Report warns of ‘systematic misalignment’ between oil giants’ green advertising and spending plans
A new report has claimed that major oil firms BP, Shell, Chevron, ExxonMobil, and TotalEnergies are “disseminating disinformation” in order to showcase themselves as environmentally responsible, despite continuing to lobby governments to promote fossil fuels.
The new InfluenceMap study was published on Thursday (8 September) and outlines the green spending data on the world’s largest fossil fuel firms – namely BP, Shell, Chevron, ExxonMobil, and TotalEnergies.
The report analyses 3,421 pieces of evidence of public communication from the five big oil companies from last year and compares them with CAPEX forecasts for this year. It found that 60% of public messages and advertising from these firms promote green claims, compared to 23% mentioning oil and gas. However, these companies have only allocated 12%, on average, of their CAPEX on low-carbon investments.
InfluenceMap also warns that even low-carbon spending is likely to include fossil fuel investments, given both TotalEnergies and Shell have fossil gas-related investments in their ‘low carbon’ CAPEX outlook.
In total, the companies spent $750m combined on climate and green messaging in 2021, but several of the companies are due to expand oil and gas production through to 2026.
InfluenceMap Program Manager Faye Holder said: “The world’s big oil and gas companies are spending huge amounts of time and money talking up their ‘green’ credentials, while their business investments and lobbying activities tell a very different story.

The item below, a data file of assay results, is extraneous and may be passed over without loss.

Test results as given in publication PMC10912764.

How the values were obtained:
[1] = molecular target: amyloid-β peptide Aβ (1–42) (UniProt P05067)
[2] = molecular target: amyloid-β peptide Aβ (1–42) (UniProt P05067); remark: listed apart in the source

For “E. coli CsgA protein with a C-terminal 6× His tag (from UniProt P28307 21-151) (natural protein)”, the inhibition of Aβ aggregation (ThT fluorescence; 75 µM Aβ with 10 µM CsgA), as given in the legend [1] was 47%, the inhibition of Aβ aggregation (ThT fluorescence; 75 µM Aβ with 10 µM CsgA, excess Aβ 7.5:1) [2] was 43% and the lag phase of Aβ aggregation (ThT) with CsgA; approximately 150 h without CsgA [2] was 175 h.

“These companies talk about cutting emissions and transitioning the energy mix, but at the same time continue to invest heavily in new fossil fuel infrastructure. While this PR strategy might convince some people, it doesn’t change the fact that these companies are out-of-step with science-based pathways to net zero.”
There are some disparities between the companies. Indeed, 70% of Shell’s messaging contains green claims, compared to 49% for Chevron, for example. Shell, BP and TotalEnergies are also more focused on transition claims compared to the two US firms.
InfluenceMap also ranked the firms on whether or not they’ve aligned their climate policy engagement activities with the pathways of the Paris Agreement. The answer is a resounding no, with Shell, TotalEnergies, and BP rank a ‘C-’ on InfluenceMap’s A-to-F scale, which suggests mixed support. Exxon and Chevron rank D and D- respectively, indicating “broad opposition to Paris-aligned climate policy”.
Separate research has revealed that G20 member countries collectively allocated subsidies topping $3.3trn to the oil, coal, gas and fossil-fuelled electricity generation sectors between 2015 and 2019 – a level incompatible with the Paris Agreement.
Elsewhere, Carbon Tracker has warned that projects and companies sitting on three times the level of fossil fuels that could be burned by 2050 while keeping the global temperature increase to 1.5C are being supported by global stock markets.
The think-tank’s new ‘Unburnable Carbon’ report states that the “embedded emissions” of all oil, coal and natural gas reserves listed on global stock markets – the amount of emissions they would generate if extracted and burned – would wipe out any chance of the world keeping to the Paris Agreement’s more ambitious 1.5C pathway. Scientists have repeatedly stated that aiming for 1.5C is necessary to attempt to avoid the worst physical, social and economic impacts of the climate crisis.
The report also emphasises that, despite national commitments to net-zero, the embodied emissions of fossil fuel companies listed on stock exchanges are rising. It states that they are currently 40% higher than 10 years ago.
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